Imagine the scenario where the Road Traffic legislation is changed to remove the prescriptive regulations & rules and becomes a performance based Duty of Care style. Imagine what the road & driving experience would be like if the following changes were enacted.
- Remove all traffic lights, intersection signs, give way and stop signs. Then replace them with this “Navigate all intersections in a safe manner such that you do not endanger your own safety and you do not endanger the safety of other road users”.
- Remove all speed limits and replace with this “Travel at a speed that does not endanger your own safety, does not endanger the safety of your passengers and the safety of other road users”.
- Remove all illicit drug limits and replace with this “do not drive while under the influence of an illicit drug that; endangers your own safety, endangers the safety of your passengers and/or endangers the safety of other road users”
- Remove all blood alcohol limits and replace them with this, “do not drive with a blood alcohol level that endangers your own safety, endangers the safety of your passengers and/or endangers the safety of other road users”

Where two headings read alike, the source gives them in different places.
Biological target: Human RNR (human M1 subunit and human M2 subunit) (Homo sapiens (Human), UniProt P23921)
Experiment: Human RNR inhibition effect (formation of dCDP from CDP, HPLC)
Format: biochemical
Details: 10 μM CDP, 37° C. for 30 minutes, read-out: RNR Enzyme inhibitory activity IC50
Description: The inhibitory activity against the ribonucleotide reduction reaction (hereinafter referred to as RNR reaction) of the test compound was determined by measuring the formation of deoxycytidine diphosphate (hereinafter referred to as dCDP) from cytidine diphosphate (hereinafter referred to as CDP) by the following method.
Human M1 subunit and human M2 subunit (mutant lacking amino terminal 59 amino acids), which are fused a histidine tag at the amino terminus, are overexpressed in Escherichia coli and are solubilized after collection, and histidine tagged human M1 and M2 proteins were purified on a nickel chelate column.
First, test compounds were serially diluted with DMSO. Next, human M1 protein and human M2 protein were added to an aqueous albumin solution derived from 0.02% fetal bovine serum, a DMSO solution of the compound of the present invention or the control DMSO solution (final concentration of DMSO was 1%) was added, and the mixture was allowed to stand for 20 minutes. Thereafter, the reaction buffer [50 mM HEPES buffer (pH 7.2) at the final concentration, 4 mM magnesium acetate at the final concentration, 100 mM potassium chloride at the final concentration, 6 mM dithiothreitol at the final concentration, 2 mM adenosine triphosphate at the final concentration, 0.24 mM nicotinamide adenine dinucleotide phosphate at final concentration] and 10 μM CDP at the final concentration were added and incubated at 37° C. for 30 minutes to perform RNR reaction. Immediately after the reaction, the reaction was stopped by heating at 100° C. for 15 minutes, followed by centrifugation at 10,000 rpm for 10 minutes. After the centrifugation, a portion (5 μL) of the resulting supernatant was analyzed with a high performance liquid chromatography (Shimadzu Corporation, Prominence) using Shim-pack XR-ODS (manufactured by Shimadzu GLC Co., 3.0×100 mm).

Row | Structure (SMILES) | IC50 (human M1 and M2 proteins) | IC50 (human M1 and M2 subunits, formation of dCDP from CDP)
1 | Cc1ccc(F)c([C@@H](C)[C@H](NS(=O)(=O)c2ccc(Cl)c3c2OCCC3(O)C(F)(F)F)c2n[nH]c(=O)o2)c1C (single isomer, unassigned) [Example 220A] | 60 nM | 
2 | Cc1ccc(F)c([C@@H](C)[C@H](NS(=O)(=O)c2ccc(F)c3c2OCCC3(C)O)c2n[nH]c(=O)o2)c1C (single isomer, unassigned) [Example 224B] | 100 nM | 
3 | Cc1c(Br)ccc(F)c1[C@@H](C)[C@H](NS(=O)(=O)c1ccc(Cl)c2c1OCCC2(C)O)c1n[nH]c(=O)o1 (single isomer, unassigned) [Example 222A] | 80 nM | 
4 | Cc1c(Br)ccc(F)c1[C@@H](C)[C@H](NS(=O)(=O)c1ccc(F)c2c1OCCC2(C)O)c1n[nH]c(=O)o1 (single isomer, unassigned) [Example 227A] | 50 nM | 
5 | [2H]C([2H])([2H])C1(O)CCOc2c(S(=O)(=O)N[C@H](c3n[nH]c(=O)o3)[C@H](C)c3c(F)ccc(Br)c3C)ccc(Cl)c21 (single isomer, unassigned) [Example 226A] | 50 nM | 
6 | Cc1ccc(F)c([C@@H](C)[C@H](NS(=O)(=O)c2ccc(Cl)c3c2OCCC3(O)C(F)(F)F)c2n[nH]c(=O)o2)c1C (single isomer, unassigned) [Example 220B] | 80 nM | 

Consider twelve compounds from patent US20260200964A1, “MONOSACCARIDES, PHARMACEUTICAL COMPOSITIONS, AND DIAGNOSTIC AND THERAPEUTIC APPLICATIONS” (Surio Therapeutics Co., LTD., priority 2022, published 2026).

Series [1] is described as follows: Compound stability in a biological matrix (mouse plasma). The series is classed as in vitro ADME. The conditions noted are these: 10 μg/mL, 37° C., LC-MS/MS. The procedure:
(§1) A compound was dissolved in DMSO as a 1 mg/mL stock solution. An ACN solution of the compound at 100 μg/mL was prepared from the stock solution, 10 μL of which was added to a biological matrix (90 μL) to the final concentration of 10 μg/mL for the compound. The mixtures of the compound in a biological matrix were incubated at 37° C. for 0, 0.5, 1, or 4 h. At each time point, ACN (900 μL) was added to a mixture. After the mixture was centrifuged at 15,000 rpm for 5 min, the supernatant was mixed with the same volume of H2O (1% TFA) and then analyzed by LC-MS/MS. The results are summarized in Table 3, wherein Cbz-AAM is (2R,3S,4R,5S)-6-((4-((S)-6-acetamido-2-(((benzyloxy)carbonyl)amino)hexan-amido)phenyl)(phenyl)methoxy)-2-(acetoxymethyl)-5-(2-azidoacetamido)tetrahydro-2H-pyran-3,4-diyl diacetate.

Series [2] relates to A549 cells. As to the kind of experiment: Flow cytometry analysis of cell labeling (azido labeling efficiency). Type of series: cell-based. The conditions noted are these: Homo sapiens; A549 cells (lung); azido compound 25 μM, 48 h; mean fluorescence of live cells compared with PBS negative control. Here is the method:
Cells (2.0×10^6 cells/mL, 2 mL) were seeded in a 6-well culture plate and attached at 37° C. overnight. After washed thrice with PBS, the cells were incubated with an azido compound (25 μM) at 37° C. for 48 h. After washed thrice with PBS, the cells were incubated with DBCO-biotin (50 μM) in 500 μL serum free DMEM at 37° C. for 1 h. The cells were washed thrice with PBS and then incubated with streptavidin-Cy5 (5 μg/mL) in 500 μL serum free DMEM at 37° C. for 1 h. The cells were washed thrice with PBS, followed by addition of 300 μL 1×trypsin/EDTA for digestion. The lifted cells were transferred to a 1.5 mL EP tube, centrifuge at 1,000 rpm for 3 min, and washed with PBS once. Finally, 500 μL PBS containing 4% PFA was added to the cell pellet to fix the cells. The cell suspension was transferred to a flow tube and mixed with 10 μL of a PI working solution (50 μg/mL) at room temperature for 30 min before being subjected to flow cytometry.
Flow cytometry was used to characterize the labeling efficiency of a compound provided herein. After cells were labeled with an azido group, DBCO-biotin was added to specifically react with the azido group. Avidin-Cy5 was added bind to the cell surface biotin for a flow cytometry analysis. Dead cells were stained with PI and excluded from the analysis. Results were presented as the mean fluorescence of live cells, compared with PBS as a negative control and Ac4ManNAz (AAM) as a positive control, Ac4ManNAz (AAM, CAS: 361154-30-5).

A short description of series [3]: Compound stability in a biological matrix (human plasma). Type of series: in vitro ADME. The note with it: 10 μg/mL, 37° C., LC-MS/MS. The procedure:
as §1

- Remove all Australian Design Rules for the design, manufacture and testing of motor vehicles and replace them with this “Designers & Manufacturers of motor vehicles must design, manufacture and test all motor vehicles in accordance with a published standard so that the vehicles produced/manufactured to that published standard do not, endanger the safety of the driver, endanger the safety of the passengers, endanger the safety of any other people and/or road users.”
I am sure that the Australian people & governments would be very unlikely to ever consider a move to deregulate the Australian road traffic legislation which removed the current level of prescriptive and precise rules & regulations and implement the above dot points. However, from the view point of many in the industry, that’s what has happened in the Australian Work Health & Safety legislation reforms, prescription and precision has been replaced with generalised performance based duty of care statements that are at times difficult to interpret and apply in all cases and scenarios. Often there is much debate regarding what the performance based duty of care style legislation and codes of practice demands the engineering team does to comply with the legislation and make plant and machinery safe. It seems often that there are multiple opinions, ideas and choices for the workplace engineering teams to make, but definitive answers may not be known until the plant or machine has completed the full life cycle through design, manufacture, operation, maintenance and disposal without incident or failure.